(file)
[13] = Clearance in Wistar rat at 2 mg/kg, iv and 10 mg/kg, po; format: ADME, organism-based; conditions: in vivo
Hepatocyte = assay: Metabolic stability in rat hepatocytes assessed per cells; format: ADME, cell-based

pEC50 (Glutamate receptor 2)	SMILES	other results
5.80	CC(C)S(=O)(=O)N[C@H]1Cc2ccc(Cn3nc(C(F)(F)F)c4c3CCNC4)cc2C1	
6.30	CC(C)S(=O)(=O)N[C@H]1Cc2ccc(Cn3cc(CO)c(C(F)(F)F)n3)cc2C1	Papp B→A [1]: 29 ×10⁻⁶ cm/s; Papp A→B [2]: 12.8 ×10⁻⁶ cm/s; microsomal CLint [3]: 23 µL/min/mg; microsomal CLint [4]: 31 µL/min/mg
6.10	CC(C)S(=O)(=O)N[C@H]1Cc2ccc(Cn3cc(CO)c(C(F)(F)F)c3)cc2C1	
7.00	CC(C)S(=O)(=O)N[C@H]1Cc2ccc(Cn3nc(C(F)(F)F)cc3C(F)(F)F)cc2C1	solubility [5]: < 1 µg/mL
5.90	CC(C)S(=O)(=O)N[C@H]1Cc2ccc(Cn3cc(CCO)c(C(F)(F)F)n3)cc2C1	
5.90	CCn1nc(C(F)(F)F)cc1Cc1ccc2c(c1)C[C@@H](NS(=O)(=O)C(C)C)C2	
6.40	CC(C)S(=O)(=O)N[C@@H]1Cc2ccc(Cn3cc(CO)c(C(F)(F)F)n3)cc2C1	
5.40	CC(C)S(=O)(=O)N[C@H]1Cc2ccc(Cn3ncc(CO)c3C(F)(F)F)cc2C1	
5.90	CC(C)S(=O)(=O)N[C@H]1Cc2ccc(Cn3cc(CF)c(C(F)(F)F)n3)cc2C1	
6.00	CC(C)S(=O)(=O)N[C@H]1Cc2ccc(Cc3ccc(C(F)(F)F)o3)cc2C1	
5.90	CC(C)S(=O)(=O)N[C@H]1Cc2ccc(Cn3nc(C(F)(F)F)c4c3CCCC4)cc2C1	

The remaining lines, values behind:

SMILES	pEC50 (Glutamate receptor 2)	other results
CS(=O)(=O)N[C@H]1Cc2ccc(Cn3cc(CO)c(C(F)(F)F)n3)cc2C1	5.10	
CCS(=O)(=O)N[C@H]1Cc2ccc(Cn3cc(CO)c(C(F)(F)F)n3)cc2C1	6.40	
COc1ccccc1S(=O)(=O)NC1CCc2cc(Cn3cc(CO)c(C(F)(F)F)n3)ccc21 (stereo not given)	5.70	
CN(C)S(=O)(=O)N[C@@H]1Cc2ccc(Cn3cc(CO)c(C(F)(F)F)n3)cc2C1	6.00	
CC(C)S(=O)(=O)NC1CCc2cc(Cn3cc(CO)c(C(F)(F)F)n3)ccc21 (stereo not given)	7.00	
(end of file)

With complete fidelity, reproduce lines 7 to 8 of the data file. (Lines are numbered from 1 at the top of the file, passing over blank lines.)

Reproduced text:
7.00	CC(C)S(=O)(=O)N[C@H]1Cc2ccc(Cn3nc(C(F)(F)F)cc3C(F)(F)F)cc2C1	solubility [5]: < 1 µg/mL
5.90	CC(C)S(=O)(=O)N[C@H]1Cc2ccc(Cn3cc(CCO)c(C(F)(F)F)n3)cc2C1	